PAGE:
Heaven. it is in this spirit that Saint Sava was biographi- cally praised foremost for his personal acceptance of spiri- tual values and for his selfless service to God, neighbor, and nation. The same is true of the Serbian kings and rul- ers, none of whom were praised in their biographies for warfare and conquest, but primarily for their piety, benefi- cial endowments, and especially for their zadužbinarstvo.
it is important to point out that a significant character- istic of Serbian hagiographical literature is that “service to the people of one’s homeland” is always understood to equal service to “God’s people,” a phrase which is not defined by nationality but rather by eschatology and the Bible—i.e. a phrase which focuses on the elevation of a people into a “covenantal” unit which does not strive for conquest and domination in the world, but rather strives for self-denial and lasting spiritual values. This rendered understandable the fact that in the conscience and living tradition of the Serbian people the ideal heroes were holy men, emulated by the rulers themselves.
in this spirit Stefan Nemanja followed his son Saint Sava in forsaking the throne to enter a monastery. They were followed by the entire “Holy Dynasty” of Serbian rulers from the Houses of Nemanjić, Lazarević, and Branković, as well as a multitude of Church leaders—archbishops and patriarchs, many of whom are venerated as saints and some of whom died as martyrs. These holy persons left the Serbs the legacy and historic identity of enduring allegiance to Svetosavlje—the already accepted Gospel ethic of justice and Christian character, and the ideals of liberty and love. all of this is corroborated by the entire Serbian folk tradi- tion—both written and oral—folk poetry and stories, prov- erbs and sayings, customs and heroic deeds, and typically selfless decisions made by individuals and their greater com- munities, the whole nation, in certain critical moments of their history. These are the distinctive Christian and hu- mane qualities of our people’s soul—readiness for self-de- nial, sacrifice, suffering, endurance, forgiveness, and im- prisonment for the sake of justice and freedom.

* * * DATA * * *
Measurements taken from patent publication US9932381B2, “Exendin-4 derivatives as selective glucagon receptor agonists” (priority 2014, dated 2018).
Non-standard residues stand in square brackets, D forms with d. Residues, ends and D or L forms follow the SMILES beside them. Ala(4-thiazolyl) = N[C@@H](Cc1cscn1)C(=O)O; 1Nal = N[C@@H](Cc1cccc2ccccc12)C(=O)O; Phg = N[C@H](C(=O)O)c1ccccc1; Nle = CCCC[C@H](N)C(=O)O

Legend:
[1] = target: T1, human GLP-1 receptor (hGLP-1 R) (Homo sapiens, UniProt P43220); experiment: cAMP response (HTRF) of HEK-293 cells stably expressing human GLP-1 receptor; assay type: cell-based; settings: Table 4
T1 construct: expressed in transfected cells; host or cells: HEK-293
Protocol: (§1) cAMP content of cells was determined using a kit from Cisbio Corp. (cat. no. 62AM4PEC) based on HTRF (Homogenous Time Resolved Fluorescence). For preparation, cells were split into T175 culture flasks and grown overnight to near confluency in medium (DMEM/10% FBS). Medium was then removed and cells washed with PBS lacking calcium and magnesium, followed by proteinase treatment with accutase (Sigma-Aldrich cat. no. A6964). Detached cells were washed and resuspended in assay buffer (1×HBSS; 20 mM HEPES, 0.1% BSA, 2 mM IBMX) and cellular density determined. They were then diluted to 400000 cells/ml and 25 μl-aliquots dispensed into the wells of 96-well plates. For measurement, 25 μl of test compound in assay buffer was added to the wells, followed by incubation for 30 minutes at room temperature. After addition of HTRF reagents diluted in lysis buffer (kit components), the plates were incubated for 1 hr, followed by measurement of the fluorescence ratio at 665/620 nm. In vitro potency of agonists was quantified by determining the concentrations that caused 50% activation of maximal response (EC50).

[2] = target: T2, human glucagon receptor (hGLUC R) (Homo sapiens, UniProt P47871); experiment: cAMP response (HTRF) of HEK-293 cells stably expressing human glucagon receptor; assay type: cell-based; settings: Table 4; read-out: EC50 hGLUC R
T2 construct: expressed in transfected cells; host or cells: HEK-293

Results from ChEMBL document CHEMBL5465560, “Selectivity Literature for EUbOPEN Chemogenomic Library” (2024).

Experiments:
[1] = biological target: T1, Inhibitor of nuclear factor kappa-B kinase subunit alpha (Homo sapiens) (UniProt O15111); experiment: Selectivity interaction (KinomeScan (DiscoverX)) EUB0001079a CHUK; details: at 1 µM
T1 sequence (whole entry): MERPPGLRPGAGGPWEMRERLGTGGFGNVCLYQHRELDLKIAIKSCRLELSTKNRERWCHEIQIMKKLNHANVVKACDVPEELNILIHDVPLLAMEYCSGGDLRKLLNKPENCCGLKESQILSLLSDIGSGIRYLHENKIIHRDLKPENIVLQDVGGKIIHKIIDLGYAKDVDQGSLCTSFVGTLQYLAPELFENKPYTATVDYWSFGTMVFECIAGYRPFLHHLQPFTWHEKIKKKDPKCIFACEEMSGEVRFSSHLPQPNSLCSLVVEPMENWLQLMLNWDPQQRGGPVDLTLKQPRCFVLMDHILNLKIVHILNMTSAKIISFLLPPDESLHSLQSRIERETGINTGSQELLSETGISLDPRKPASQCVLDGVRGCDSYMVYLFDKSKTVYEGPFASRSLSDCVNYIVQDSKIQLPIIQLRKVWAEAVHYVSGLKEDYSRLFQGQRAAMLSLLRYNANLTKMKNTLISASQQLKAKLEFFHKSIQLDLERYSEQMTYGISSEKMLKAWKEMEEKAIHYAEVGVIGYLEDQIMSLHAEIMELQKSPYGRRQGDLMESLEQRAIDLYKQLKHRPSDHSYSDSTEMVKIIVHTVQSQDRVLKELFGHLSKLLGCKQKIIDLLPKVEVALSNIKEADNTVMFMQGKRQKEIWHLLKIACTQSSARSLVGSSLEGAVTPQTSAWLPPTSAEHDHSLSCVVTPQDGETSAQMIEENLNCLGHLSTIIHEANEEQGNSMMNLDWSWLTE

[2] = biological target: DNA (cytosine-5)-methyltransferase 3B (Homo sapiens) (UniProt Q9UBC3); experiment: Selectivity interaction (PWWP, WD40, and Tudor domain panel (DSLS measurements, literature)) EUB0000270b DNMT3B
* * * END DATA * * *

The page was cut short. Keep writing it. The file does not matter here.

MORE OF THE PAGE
another component of the Serbian spiritual identity is zadužbinarstvo (the erection of churches and monasteries for the sake of one’s own salvation, as well as for the lasting benefit of one’s people, a beneficial endowment), which is a further indication of both the direction and the degree of the people’s spiritual growth. The origins of zadužbinarstvo can be traced to the Serbs even before Saint Sava (the church in Ston, built by Mihailo, king of Zeta, in the 11th century, or the cave-churches of the first Serbian hermits), but it espe- cially developed since the time of Stefan Nemanja, Saint Sava, the other members of Nemanjić family, and their heirs both within the Church and in the state. The zadužbine were not only built by the Serbian rulers and archbishops, but also by dukes, priests, monks, and the common people. all of them built churches, monasteries, and other chari- table institutions as their own, as well as for the nation— they were works done for both the glory of God and for the